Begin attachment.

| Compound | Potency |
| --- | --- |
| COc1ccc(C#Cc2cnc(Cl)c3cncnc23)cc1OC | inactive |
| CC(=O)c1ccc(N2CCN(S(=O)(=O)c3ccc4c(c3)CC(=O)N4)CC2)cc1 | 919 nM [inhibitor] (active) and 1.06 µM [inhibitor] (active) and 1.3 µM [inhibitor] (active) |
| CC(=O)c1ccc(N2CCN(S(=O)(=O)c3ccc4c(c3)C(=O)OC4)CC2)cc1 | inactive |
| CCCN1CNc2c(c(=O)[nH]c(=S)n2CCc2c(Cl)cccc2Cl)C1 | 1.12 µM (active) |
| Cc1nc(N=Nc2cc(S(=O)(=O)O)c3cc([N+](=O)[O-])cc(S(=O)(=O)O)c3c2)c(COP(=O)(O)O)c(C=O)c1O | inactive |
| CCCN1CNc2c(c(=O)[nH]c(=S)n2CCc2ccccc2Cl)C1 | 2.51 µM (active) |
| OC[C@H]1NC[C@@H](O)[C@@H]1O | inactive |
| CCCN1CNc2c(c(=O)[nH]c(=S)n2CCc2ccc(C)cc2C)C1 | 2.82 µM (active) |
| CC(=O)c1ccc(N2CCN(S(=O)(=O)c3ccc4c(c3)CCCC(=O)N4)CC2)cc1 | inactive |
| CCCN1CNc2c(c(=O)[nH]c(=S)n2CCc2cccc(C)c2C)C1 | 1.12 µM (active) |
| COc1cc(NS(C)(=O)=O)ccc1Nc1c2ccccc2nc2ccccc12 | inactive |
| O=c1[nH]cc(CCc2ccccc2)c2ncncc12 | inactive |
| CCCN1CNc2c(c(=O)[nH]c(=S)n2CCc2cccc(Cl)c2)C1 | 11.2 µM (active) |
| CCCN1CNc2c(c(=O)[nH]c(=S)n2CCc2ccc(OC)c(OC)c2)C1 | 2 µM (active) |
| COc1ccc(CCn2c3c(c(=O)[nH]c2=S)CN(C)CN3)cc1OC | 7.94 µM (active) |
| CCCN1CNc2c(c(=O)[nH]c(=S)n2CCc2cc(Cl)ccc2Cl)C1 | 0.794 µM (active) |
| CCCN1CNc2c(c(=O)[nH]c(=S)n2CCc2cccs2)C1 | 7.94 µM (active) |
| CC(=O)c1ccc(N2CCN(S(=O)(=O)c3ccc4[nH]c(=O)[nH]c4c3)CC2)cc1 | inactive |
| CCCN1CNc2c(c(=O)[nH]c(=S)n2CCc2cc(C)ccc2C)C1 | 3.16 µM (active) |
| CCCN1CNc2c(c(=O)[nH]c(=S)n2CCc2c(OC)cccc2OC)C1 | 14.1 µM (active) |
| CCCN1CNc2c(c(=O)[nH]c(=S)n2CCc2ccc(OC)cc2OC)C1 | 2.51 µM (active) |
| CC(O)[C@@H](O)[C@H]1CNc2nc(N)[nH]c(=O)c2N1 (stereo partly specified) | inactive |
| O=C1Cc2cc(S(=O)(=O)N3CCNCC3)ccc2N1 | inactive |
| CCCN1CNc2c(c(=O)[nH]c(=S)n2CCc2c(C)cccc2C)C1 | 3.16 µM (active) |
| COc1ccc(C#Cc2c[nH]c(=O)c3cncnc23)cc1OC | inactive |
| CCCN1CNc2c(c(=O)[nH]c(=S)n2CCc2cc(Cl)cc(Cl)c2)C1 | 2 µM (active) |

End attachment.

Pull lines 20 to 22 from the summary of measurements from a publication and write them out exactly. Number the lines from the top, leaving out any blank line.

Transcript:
| CC(=O)c1ccc(N2CCN(S(=O)(=O)c3ccc4[nH]c(=O)[nH]c4c3)CC2)cc1 | inactive |
| CCCN1CNc2c(c(=O)[nH]c(=S)n2CCc2cc(C)ccc2C)C1 | 3.16 µM (active) |
| CCCN1CNc2c(c(=O)[nH]c(=S)n2CCc2c(OC)cccc2OC)C1 | 14.1 µM (active) |